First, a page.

If the nation’s six most competitive seats flip in 2016, the upper legislative chamber will tie its mark for the lowest number of states with split delegations in the direct election era.
Florida, Wisconsin, and North Carolina are three of 18 states never to split their ticket by voting for a Democratic presidential nominee and a Republican U.S. Senate candidate in the same cycle.
Eight U.S. Senators went against the majority of their party during the controversial 1987 Robert Bork confirmation vote; seven of their seats have since flipped for good in subsequent elections.
Four current members of the U.S. Senate hold seats once occupied by two former presidents; three future presidents once served alongside each other in the chamber.
If Brian Fitzpatrick wins his brother Mike’s 8th CD seat in Pennsylvania this fall he will join a fairly short list of U.S. Representatives who directly followed a brother in serving their congressional district.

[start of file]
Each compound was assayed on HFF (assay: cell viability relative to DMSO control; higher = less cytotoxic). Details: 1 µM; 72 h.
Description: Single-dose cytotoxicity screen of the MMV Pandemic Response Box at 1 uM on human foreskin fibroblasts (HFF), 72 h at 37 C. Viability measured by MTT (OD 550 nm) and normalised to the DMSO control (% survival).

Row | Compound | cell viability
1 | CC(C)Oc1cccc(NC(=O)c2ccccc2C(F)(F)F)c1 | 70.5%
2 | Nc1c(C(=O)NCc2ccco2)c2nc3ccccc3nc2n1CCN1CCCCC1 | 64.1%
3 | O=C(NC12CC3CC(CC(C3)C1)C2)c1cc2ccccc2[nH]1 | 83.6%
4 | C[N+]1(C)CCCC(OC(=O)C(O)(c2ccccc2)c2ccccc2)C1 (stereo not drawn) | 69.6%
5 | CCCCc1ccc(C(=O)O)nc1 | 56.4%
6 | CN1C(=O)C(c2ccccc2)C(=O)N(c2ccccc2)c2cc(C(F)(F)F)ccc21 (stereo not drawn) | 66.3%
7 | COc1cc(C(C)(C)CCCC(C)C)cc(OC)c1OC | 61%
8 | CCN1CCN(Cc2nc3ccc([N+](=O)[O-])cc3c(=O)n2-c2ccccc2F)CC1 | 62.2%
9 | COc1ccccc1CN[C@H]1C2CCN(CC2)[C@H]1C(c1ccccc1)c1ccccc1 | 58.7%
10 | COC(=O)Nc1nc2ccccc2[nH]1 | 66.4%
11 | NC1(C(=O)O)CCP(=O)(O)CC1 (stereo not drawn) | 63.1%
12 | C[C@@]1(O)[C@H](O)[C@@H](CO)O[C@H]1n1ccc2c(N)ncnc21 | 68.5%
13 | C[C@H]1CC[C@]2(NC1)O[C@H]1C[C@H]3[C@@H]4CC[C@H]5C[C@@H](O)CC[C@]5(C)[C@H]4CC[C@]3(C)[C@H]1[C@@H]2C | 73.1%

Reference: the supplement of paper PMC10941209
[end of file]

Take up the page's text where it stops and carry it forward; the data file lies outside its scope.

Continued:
Only three of the 1,000+ Pennsylvania U.S. Representatives in state history have resigned due to scandal – although two since the 1980s.
Only two of 12 Republican candidates in 2012 were actively campaigning at the time of their home state’s contest.
North Carolina has hosted the most competitive races for the U.S. Senate over the last quarter-century with Colorado, New Jersey, Missouri, Pennsylvania, and Minnesota close behind.
Nearly 130 U.S. Senators, Representatives, and Territorial Delegates were born in Ireland – with 40 percent serving New York and Pennsylvania.
Only two failed U.S. Senate nominees from the Keystone State have sought a return to the chamber prior to Sestak – neither were victorious.